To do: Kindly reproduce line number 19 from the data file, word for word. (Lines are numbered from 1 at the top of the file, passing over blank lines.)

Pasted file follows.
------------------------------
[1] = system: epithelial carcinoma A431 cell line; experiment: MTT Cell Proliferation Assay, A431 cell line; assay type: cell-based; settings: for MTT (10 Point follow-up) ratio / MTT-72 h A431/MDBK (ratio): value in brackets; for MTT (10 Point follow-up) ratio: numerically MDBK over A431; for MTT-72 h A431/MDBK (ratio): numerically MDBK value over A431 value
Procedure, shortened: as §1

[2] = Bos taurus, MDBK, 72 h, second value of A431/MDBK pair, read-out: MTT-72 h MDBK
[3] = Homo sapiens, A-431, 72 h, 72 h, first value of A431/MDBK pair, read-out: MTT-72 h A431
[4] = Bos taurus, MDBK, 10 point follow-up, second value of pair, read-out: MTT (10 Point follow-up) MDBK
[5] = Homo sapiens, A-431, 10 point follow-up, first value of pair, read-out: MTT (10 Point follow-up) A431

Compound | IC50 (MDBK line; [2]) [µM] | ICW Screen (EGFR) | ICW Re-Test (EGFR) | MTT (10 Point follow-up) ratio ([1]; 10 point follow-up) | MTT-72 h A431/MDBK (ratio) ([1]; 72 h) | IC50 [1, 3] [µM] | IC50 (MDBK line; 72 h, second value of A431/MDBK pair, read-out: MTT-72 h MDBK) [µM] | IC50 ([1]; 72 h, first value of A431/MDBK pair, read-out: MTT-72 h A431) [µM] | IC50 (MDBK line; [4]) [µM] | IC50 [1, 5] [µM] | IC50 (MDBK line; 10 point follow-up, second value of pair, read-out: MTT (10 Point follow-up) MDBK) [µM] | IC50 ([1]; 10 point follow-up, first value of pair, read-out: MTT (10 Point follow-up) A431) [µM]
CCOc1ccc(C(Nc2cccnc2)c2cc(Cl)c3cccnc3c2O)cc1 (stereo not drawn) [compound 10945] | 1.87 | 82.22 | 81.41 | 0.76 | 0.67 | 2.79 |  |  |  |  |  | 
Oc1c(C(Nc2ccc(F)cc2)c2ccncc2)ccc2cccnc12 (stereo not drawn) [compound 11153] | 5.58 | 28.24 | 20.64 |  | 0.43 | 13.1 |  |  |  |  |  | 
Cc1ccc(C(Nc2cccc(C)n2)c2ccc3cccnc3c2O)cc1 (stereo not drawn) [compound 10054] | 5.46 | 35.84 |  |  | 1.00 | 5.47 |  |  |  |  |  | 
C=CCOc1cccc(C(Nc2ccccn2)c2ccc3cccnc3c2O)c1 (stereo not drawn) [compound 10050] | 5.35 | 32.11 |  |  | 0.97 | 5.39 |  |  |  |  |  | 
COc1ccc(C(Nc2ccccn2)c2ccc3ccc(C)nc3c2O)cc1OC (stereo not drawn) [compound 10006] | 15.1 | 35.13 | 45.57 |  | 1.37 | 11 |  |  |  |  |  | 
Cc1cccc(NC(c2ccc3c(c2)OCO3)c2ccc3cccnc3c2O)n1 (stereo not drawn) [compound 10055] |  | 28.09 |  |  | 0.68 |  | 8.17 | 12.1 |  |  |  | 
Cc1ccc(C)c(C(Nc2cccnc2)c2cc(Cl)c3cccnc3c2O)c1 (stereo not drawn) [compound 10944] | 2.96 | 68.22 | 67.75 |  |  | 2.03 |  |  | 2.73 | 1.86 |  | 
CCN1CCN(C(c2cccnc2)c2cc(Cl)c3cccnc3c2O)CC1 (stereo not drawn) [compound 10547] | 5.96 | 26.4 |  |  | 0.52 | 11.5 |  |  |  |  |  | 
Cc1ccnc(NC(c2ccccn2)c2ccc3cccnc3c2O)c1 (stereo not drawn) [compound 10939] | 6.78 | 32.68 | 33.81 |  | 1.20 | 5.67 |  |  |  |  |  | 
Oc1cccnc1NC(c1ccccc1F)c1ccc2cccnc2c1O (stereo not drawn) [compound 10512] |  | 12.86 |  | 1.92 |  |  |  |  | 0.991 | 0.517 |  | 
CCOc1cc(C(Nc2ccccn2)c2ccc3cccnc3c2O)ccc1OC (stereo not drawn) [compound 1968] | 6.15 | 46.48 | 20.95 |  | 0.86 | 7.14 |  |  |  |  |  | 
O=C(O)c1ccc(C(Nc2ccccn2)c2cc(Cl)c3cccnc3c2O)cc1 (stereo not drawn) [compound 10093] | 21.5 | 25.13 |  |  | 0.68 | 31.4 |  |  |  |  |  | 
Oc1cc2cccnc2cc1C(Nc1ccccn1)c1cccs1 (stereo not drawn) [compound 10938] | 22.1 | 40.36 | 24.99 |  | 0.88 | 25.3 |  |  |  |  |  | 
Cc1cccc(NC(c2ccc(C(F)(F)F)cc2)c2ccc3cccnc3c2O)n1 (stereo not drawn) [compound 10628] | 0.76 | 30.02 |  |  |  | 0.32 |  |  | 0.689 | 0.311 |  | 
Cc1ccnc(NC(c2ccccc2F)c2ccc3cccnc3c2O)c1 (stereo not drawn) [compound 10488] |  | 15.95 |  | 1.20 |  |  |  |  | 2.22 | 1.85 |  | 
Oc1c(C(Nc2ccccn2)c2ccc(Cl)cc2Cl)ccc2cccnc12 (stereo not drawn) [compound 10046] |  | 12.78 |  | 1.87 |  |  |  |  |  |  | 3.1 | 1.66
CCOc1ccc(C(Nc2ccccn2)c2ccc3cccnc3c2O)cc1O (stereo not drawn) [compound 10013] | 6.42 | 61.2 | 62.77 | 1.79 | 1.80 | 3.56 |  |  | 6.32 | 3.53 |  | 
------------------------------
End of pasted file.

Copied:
O=C(O)c1ccc(C(Nc2ccccn2)c2cc(Cl)c3cccnc3c2O)cc1 (stereo not drawn) [compound 10093] | 21.5 | 25.13 |  |  | 0.68 | 31.4 |  |  |  |  |  | 